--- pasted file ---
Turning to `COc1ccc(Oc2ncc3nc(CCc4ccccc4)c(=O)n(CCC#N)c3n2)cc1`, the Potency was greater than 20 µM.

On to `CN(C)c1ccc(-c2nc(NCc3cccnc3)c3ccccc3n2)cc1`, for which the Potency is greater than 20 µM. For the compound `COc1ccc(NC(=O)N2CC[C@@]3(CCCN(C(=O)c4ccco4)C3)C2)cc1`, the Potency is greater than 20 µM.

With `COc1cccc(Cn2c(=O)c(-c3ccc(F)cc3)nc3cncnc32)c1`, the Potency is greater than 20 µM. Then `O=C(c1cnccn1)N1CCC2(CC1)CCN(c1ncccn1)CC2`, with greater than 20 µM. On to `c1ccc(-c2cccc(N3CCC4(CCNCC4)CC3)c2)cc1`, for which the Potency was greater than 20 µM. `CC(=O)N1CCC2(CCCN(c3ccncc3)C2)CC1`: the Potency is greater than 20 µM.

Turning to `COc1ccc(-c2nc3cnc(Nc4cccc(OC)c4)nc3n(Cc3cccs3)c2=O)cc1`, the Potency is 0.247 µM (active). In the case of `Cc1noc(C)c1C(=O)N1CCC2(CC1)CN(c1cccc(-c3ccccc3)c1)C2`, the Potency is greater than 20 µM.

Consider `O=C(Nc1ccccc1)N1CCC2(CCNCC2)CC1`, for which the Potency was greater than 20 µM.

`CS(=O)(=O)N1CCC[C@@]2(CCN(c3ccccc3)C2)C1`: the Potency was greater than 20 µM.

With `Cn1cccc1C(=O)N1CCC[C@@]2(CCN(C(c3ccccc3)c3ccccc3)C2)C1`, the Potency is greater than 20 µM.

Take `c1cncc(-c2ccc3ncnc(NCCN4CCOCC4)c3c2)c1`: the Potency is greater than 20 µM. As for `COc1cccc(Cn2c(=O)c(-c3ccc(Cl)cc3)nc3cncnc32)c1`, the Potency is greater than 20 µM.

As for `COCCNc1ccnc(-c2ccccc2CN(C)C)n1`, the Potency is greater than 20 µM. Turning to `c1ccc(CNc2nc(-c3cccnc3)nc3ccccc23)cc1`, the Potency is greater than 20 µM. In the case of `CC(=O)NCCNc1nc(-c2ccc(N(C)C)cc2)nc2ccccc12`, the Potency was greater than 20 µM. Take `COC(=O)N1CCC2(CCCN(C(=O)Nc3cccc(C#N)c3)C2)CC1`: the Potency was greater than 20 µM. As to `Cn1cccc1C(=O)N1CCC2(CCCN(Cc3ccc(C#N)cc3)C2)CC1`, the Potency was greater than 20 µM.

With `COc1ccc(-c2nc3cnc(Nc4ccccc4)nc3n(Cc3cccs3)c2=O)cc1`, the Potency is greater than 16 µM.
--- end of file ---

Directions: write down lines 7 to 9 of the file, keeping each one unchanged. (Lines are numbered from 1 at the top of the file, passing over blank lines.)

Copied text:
With `Cn1cccc1C(=O)N1CCC[C@@]2(CCN(C(c3ccccc3)c3ccccc3)C2)C1`, the Potency is greater than 20 µM.

Take `c1cncc(-c2ccc3ncnc(NCCN4CCOCC4)c3c2)c1`: the Potency is greater than 20 µM. As for `COc1cccc(Cn2c(=O)c(-c3ccc(Cl)cc3)nc3cncnc32)c1`, the Potency is greater than 20 µM.

As for `COCCNc1ccnc(-c2ccccc2CN(C)C)n1`, the Potency is greater than 20 µM. Turning to `c1ccc(CNc2nc(-c3cccnc3)nc3ccccc23)cc1`, the Potency is greater than 20 µM. In the case of `CC(=O)NCCNc1nc(-c2ccc(N(C)C)cc2)nc2ccccc12`, the Potency was greater than 20 µM. Take `COC(=O)N1CCC2(CCCN(C(=O)Nc3cccc(C#N)c3)C2)CC1`: the Potency was greater than 20 µM. As to `Cn1cccc1C(=O)N1CCC2(CCCN(Cc3ccc(C#N)cc3)C2)CC1`, the Potency was greater than 20 µM.